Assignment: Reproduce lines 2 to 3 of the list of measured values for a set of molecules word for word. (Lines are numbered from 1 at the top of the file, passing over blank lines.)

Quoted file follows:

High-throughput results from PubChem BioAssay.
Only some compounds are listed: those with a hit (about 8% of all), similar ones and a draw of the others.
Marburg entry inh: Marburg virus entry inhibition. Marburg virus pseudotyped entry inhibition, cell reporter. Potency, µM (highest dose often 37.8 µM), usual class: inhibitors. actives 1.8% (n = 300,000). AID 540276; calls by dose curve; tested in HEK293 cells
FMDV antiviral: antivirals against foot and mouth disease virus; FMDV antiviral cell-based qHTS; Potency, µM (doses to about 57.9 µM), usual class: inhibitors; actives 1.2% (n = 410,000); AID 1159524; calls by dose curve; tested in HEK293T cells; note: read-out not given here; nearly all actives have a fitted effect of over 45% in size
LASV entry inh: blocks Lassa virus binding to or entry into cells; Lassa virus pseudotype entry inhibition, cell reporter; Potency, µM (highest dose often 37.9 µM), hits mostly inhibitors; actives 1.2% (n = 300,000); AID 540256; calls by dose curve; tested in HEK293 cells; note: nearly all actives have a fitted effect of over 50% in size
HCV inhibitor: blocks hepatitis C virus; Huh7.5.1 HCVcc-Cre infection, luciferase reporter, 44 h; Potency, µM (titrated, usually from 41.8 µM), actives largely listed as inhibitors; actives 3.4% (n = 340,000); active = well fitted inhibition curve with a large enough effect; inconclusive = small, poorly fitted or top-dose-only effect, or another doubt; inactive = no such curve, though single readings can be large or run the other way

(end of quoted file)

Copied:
Only some compounds are listed: those with a hit (about 8% of all), similar ones and a draw of the others.
Marburg entry inh: Marburg virus entry inhibition. Marburg virus pseudotyped entry inhibition, cell reporter. Potency, µM (highest dose often 37.8 µM), usual class: inhibitors. actives 1.8% (n = 300,000). AID 540276; calls by dose curve; tested in HEK293 cells